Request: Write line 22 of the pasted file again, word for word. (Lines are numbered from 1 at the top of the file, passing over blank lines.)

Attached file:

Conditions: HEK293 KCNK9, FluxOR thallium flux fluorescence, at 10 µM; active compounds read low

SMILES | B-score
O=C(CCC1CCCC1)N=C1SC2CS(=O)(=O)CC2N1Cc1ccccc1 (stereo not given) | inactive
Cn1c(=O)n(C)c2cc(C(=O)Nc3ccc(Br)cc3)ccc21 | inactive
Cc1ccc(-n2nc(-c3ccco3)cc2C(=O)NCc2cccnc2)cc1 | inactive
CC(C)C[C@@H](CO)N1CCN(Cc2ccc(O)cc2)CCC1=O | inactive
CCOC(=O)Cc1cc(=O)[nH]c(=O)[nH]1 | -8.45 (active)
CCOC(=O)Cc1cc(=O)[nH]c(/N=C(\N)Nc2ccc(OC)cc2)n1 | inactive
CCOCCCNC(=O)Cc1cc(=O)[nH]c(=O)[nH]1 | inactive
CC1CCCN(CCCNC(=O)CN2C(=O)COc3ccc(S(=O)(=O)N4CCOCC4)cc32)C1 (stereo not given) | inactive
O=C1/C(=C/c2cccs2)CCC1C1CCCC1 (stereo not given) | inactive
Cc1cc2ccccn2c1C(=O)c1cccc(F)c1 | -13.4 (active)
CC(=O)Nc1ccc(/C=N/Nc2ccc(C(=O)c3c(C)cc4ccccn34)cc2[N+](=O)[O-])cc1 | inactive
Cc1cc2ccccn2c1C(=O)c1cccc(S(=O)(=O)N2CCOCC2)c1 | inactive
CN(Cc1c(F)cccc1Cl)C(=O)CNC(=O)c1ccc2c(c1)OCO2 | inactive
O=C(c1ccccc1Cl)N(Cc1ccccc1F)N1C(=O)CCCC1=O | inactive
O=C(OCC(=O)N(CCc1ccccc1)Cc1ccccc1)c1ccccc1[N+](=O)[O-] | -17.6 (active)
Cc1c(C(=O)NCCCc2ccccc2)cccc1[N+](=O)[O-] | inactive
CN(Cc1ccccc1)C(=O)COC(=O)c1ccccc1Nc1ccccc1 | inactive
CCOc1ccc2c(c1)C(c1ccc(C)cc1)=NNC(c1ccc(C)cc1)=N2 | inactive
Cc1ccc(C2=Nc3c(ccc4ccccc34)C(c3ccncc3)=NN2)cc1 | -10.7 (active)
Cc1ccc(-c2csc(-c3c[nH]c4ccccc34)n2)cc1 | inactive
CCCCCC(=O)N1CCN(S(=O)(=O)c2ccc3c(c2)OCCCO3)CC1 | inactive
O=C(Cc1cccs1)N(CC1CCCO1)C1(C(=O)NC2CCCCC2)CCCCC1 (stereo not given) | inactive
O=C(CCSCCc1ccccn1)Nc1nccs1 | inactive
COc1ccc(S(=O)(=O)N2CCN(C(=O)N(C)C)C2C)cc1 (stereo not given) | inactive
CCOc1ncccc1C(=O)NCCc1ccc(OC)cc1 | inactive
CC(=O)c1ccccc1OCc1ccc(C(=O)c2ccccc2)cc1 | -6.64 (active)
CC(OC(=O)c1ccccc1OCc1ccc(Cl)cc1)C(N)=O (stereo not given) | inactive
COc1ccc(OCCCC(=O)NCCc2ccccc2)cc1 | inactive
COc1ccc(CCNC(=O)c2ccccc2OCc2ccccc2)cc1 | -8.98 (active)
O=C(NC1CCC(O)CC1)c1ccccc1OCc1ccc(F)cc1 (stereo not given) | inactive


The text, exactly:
Cc1ccc(-c2csc(-c3c[nH]c4ccccc34)n2)cc1 | inactive